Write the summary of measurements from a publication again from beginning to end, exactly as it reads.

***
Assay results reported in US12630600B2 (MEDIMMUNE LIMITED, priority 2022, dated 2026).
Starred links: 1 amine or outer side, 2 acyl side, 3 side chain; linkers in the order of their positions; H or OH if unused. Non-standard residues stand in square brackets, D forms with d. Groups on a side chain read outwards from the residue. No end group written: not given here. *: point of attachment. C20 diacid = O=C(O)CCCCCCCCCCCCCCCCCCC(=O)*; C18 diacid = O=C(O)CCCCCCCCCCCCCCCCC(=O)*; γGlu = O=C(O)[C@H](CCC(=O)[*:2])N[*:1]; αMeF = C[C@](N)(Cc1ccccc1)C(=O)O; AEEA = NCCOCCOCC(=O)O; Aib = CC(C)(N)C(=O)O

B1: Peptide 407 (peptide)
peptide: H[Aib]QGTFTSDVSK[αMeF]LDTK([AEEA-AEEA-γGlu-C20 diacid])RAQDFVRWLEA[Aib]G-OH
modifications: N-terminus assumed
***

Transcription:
Assay results reported in US12630600B2 (MEDIMMUNE LIMITED, priority 2022, dated 2026).
Starred links: 1 amine or outer side, 2 acyl side, 3 side chain; linkers in the order of their positions; H or OH if unused. Non-standard residues stand in square brackets, D forms with d. Groups on a side chain read outwards from the residue. No end group written: not given here. *: point of attachment. C20 diacid = O=C(O)CCCCCCCCCCCCCCCCCCC(=O)*; C18 diacid = O=C(O)CCCCCCCCCCCCCCCCC(=O)*; γGlu = O=C(O)[C@H](CCC(=O)[*:2])N[*:1]; αMeF = C[C@](N)(Cc1ccccc1)C(=O)O; AEEA = NCCOCCOCC(=O)O; Aib = CC(C)(N)C(=O)O

B1: Peptide 407 (peptide)
peptide: H[Aib]QGTFTSDVSK[αMeF]LDTK([AEEA-AEEA-γGlu-C20 diacid])RAQDFVRWLEA[Aib]G-OH
modifications: N-terminus assumed